Category Archives: 2004

Rocks In The Attic #860: Various Artists – ‘Kill Bill Vol. 2 (O.S.T.)’ (2004)

RITA#860I think the reason I’ve not gone back to this film as much as the first one is that as a pair they’re so uneven. The first film is front-loaded with all the action, and then all the exposition and character development ends up crammed into the second film. It makes for a strange double-feature.

We catch up with Uma Thurman’s Bride as she’s driving down a desert road. She delivers a monologue straight to camera:

Looked dead, didn’t I? Well, I wasn’t. But it wasn’t from lack of trying, I can tell you that. Actually, Bill’s last bullet put me in a coma – a coma I was to lie in for four years. When I woke up, I went on what the movie advertisements refer to as “a roaring rampage of revenge.” I roared, and I rampaged, and I got bloody satisfaction. I’ve killed a hell of a lot of people to get to this point, but I’ve only one more. The last one. The one I’m driving to right now. The only one left. And when I arrive at my destination, I am gonna kill Bill.

We open in the Two Pines wedding chapel. We’ve seen this location before, in the black and white flashback sequences of Vol. 1, but here we get to see the whole thing play out. There’s a wonderful Orson Welles-worthy crane shot towards the end of sequence, where the camera drifts back through the aisle, out of the doors as we see Bill’s assassins walk into the chapel, ending with an aerial shot as the gunfire starts. It’s probably my favourite shot of the film; stellar filmmaking.

RITA#860aThe intertextuality and references to Tarantino’s earlier works keep on coming, with a short but memorable cameo by Tarantino-regular Samuel L. Jackson. Moments later, we’re introduced to David Carradine’s Bill, the Caine of Kung Fu that Jackson’s character in Pulp Fiction aspired to be at the close of that film.

A few scenes later, at the trailer of Michael Madsen’s Budd – which pre-dates Brad Pitt’s set-up in Once Upon A Time In Hollywood – Budd captures the Bride, who has been waiting to kill him. Budd calls Darryl Hannah’s Elle Driver and says “I just caught me the cowgirl”. The line immediately echoes a similar scene in Pulp Fiction, where the pawn-shop owner Maynard captures a bloodied Butch and Marsellus (Bruce Willis and Ving Rhames): “Zed? It’s Maynard. The spider just caught a coupl’a flies.” RZA’s underscoring with the melody line from Nancy Sinatra’s Bang Bang (My Baby Shot Me Down) over this scene is very nice, and probably his finest moment in terms of original composition. Much later, at the close of the film, Bill describes the Bride as a ‘natural born killer’, and if that isn’t a reference to an earlier Tarantino script, then I don’t know what is.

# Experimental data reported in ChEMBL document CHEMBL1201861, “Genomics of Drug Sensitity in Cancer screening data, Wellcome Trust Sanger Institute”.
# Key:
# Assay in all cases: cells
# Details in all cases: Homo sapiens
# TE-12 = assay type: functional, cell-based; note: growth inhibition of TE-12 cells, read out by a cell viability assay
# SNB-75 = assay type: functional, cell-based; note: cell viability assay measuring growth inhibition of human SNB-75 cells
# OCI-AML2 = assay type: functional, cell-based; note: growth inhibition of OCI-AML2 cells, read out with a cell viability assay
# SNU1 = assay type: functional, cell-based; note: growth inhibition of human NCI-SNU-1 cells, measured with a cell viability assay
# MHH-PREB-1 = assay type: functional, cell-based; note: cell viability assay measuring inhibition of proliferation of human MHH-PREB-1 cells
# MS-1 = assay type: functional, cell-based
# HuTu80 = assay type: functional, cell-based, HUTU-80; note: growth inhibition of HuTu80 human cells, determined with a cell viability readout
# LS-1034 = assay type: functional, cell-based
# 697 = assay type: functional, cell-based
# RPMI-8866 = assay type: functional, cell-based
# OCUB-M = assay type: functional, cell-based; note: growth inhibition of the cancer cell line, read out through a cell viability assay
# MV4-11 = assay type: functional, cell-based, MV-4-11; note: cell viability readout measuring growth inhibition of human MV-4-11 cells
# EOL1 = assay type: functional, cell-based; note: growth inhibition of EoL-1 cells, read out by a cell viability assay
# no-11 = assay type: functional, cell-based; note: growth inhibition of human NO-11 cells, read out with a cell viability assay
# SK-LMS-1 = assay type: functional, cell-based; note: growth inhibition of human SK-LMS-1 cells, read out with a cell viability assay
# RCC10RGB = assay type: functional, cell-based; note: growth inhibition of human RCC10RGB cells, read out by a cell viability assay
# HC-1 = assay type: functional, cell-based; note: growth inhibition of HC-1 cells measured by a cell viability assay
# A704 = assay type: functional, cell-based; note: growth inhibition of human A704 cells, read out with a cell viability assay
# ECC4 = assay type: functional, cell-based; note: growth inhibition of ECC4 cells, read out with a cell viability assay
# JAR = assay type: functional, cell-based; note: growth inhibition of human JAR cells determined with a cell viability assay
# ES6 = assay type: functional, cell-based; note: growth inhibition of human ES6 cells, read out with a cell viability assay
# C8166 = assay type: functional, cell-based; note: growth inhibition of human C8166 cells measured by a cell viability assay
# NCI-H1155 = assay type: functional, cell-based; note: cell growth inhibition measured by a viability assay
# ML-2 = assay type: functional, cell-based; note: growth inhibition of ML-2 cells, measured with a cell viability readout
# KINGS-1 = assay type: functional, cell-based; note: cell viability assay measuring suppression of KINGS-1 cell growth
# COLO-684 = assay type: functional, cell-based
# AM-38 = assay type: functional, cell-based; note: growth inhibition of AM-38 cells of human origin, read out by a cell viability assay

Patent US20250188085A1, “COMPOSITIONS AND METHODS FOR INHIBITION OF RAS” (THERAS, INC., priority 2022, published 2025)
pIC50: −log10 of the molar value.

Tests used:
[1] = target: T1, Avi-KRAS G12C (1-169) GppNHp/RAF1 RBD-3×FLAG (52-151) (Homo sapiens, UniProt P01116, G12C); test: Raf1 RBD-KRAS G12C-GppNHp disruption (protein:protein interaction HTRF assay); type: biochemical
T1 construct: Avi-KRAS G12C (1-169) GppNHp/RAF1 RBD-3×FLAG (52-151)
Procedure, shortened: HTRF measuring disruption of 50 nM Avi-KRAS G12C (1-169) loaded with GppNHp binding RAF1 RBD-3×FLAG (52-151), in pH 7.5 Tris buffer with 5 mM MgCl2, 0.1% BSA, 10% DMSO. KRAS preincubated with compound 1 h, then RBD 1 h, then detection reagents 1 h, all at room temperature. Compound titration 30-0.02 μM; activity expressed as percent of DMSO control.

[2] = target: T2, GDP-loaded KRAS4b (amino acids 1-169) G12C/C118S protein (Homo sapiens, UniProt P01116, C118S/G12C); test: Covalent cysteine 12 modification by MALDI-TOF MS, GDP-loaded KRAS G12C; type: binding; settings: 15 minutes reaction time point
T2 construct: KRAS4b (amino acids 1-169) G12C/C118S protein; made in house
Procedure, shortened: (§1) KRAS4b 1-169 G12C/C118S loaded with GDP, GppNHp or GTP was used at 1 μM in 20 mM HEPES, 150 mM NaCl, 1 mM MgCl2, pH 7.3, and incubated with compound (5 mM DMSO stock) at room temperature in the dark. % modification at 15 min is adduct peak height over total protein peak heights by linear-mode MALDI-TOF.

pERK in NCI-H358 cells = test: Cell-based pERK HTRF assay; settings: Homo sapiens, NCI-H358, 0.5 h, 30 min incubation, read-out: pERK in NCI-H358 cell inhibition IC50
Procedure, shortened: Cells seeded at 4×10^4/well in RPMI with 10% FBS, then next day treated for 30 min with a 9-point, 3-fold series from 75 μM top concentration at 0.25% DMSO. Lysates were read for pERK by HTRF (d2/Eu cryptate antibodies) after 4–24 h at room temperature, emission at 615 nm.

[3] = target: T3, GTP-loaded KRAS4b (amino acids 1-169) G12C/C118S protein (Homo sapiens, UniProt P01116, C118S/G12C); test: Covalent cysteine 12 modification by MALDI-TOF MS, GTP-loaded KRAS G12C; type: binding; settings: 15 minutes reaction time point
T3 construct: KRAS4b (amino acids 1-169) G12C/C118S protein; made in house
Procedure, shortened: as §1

It’s not all great though. Michael Madsen’s conversation with his strip-club owner boss is the very definition of filler. It doesn’t go anywhere, and his subsequent character development belies the fact that he probably wouldn’t put up with somebody so annoying and unthreatening.

My other major gripe is the use of Malcolm McLaren’s About Her – a rewrite of the Zombies’ She’s Not There. It’s a nice track from McLaren’s 2005 album Tranquilize, and uses a Bessie Smith sample (‘My man’s got a heart like a rock cast in the sea’) similar to how Moby deployed old-timey samples on 1999’s Play, but the prominence of those lyrics – ‘Well nobody told me about her’ – to soundtrack the moment the Bride is reunited with her daughter is just awful. Shoehorning the lyrics of a pop song to lazily describe the events in a film is something a hack director would do. Who’s responsible for this choice of song? Tarantino or RZA? The rest of the soundtrack is amazing, and what you’d expect from a Tarantino film, but this one song is definitely its weakest point.

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The buried alive / grave sequence is absolutely horrible, particularly so if you don’t like enclosed spaces. It gets me in the same way as a similar scene in 1971’s Diamonds Are Forever. The shot of the Bride walking across the road into the diner is a nice little capper. A lesser director would have played the shot more for laughs – particularly as she’s walking out of a cemetery looking like that – but Tarantino gives us just the right amount of levity, without breaking the sombre tone of the film.

The standout scene of the film though is the trailer fight between the Bride and Elle Driver. I can’t believe I’ve forgotten about this. It’s the best close-quarters fight this side of a Bond film (see From Russia With Love, Diamonds Are Forever, SPECTRE), and manages to tread the line between serious and hilarious, influencing a similar scene in Christopher McQuarrie’s Jack Reacher.